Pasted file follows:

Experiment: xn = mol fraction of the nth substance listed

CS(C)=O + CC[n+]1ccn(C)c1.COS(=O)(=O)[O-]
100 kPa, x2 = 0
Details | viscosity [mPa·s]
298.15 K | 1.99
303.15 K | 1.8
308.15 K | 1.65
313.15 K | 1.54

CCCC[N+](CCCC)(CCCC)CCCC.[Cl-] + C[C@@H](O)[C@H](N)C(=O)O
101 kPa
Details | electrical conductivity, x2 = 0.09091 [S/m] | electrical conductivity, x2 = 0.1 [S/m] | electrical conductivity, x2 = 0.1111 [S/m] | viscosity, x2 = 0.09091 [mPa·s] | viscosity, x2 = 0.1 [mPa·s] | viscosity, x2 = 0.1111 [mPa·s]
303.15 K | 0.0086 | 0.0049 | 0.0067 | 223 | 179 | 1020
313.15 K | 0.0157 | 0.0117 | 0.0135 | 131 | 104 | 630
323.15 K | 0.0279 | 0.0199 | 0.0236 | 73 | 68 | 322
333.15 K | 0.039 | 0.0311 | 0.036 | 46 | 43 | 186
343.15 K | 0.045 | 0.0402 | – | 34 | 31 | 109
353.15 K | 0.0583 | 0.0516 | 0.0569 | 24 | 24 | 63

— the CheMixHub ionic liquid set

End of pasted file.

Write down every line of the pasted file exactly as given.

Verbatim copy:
Experiment: xn = mol fraction of the nth substance listed

CS(C)=O + CC[n+]1ccn(C)c1.COS(=O)(=O)[O-]
100 kPa, x2 = 0
Details | viscosity [mPa·s]
298.15 K | 1.99
303.15 K | 1.8
308.15 K | 1.65
313.15 K | 1.54

CCCC[N+](CCCC)(CCCC)CCCC.[Cl-] + C[C@@H](O)[C@H](N)C(=O)O
101 kPa
Details | electrical conductivity, x2 = 0.09091 [S/m] | electrical conductivity, x2 = 0.1 [S/m] | electrical conductivity, x2 = 0.1111 [S/m] | viscosity, x2 = 0.09091 [mPa·s] | viscosity, x2 = 0.1 [mPa·s] | viscosity, x2 = 0.1111 [mPa·s]
303.15 K | 0.0086 | 0.0049 | 0.0067 | 223 | 179 | 1020
313.15 K | 0.0157 | 0.0117 | 0.0135 | 131 | 104 | 630
323.15 K | 0.0279 | 0.0199 | 0.0236 | 73 | 68 | 322
333.15 K | 0.039 | 0.0311 | 0.036 | 46 | 43 | 186
343.15 K | 0.045 | 0.0402 | – | 34 | 31 | 109
353.15 K | 0.0583 | 0.0516 | 0.0569 | 24 | 24 | 63

— the CheMixHub ionic liquid set